It's very intuitive, and while you may occasionally be reacting just as frantically as a player in a standard RTS, you're usually busier strategizing than real-timing. Deciding what to do first, what needs to be upgraded, how large your army should be, how you want to manufacture units... that's the gist of the game. Set your architecture up correctly and defense will take care of itself; when you're ready, wipe out the other guys.

It most resembles Desktop Tower Defense in that you can build defense towers. And walls. And if you like, you can build them in such a way as to channel enemies into specific areas, and slow their progress, creating kill-zones and... you see where I'm going with this? If you haven't played Desktop Tower Defense you don't, but if you haven't played that, then you should click on the link up towards the top of this review and do that. It's a Flash game, and it's rather ingenius even if I do suck at it.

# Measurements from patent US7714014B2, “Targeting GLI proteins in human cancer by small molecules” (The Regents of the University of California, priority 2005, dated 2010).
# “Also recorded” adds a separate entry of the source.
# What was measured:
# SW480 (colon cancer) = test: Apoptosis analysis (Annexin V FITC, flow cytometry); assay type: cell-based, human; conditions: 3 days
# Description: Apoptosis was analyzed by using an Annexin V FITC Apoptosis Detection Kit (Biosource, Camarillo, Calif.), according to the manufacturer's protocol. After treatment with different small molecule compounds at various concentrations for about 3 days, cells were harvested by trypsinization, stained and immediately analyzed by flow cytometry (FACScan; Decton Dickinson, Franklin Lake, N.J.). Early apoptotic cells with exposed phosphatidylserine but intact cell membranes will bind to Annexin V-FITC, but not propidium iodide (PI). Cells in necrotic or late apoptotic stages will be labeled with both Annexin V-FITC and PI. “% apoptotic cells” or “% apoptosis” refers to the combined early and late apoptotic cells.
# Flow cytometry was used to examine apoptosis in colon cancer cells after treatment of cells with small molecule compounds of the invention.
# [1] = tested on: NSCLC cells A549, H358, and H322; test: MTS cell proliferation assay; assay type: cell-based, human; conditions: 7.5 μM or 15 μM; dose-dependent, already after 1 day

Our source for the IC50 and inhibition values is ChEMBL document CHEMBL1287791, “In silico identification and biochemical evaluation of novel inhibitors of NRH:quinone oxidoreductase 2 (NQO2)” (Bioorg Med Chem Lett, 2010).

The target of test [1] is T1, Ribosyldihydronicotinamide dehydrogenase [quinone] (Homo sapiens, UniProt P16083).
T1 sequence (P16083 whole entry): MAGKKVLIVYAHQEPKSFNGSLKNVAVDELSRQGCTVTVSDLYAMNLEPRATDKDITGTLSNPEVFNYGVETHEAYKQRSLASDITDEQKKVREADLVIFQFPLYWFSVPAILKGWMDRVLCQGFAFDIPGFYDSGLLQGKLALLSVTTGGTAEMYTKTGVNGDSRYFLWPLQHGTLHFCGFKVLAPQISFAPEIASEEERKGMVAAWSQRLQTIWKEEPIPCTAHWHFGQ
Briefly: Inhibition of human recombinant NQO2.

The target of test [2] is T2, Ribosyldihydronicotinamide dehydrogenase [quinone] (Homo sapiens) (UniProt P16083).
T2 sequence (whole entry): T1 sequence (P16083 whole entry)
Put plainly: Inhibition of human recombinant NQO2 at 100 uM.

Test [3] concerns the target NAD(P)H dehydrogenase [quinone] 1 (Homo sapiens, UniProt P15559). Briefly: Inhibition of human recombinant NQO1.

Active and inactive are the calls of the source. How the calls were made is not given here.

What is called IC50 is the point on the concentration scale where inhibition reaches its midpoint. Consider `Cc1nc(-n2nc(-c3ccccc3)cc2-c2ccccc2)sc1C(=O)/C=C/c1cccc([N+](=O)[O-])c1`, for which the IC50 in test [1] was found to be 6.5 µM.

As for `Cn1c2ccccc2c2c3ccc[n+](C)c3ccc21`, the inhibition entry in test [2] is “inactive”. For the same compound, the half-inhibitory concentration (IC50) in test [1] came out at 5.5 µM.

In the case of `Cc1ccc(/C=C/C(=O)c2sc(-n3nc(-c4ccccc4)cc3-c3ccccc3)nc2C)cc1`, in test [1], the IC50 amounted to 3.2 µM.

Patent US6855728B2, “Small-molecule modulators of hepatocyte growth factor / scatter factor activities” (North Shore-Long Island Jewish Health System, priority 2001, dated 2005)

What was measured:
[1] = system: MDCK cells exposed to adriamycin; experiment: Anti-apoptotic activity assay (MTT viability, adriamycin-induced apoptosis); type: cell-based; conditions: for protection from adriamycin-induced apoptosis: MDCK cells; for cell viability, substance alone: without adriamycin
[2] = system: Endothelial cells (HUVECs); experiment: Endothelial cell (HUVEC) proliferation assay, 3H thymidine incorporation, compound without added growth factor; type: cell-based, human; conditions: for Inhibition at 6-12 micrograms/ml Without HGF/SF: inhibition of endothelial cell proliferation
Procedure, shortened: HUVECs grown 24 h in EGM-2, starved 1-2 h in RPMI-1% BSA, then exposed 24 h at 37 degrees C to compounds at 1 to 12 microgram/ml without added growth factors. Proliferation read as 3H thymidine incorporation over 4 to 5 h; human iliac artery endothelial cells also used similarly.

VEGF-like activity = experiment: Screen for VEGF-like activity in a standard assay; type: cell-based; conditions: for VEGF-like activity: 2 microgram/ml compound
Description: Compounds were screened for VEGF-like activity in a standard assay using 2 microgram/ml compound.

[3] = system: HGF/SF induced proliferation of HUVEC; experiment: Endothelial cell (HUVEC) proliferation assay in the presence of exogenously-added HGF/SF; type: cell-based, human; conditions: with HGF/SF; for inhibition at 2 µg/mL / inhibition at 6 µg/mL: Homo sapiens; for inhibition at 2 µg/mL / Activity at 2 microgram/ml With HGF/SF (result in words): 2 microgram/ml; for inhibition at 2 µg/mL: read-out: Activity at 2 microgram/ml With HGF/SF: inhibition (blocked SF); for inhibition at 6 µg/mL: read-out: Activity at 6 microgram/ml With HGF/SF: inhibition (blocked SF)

Of course, if you want to build intricate structures you're going to need workers, and workers need food, so you'll need more workers to harvest food, and you'll need inns for workers to eat and so on. Globulation 2 is an expanded and uber-deep implementation the basic mechanics of that game, combined with the resource gathering and population management of the RTS genre and ends up something else altogether, with the potential to become something greater than the sum of its parts.

It's not quite there yet. On the handful of maps I played, it seemed too easy - I never played a map where I didn't just build all the useful structures, max out their upgrades, build an army, and go to town. Some of the smaller maps may have played out differently, with constant skirmishing redefining the pace and prioritization, but that wasn't my experience.

Most damning is the lack of a campaign. The version offered by Ubuntu's package sources has a tutorial that's quite short, and no campaigns. The most recent release (again with this complete out-of-sync thing going on; there have been three releases since the one the packages are distributing) has expanded the tutorial into a four-part campaign, but it's still just a tutorial. For single-player fun, a campaign is (IMHO) essential for this game.